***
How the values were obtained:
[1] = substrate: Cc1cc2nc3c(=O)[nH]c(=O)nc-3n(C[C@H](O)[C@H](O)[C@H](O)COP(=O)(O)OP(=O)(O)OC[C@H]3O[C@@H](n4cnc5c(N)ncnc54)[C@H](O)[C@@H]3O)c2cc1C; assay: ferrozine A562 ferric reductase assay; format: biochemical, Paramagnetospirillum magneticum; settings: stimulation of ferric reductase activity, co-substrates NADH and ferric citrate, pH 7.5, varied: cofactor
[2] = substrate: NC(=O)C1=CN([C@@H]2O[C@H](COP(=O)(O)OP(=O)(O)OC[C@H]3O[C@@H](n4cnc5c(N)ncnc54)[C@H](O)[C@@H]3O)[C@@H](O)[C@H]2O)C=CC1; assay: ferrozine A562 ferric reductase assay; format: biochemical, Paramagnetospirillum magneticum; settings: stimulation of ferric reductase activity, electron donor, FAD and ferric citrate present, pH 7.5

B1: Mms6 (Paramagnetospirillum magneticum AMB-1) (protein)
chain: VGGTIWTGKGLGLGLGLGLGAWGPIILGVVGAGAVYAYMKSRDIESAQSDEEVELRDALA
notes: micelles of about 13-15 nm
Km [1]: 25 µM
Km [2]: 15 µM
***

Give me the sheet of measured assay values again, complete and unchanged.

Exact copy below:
How the values were obtained:
[1] = substrate: Cc1cc2nc3c(=O)[nH]c(=O)nc-3n(C[C@H](O)[C@H](O)[C@H](O)COP(=O)(O)OP(=O)(O)OC[C@H]3O[C@@H](n4cnc5c(N)ncnc54)[C@H](O)[C@@H]3O)c2cc1C; assay: ferrozine A562 ferric reductase assay; format: biochemical, Paramagnetospirillum magneticum; settings: stimulation of ferric reductase activity, co-substrates NADH and ferric citrate, pH 7.5, varied: cofactor
[2] = substrate: NC(=O)C1=CN([C@@H]2O[C@H](COP(=O)(O)OP(=O)(O)OC[C@H]3O[C@@H](n4cnc5c(N)ncnc54)[C@H](O)[C@@H]3O)[C@@H](O)[C@H]2O)C=CC1; assay: ferrozine A562 ferric reductase assay; format: biochemical, Paramagnetospirillum magneticum; settings: stimulation of ferric reductase activity, electron donor, FAD and ferric citrate present, pH 7.5

B1: Mms6 (Paramagnetospirillum magneticum AMB-1) (protein)
chain: VGGTIWTGKGLGLGLGLGLGAWGPIILGVVGAGAVYAYMKSRDIESAQSDEEVELRDALA
notes: micelles of about 13-15 nm
Km [1]: 25 µM
Km [2]: 15 µM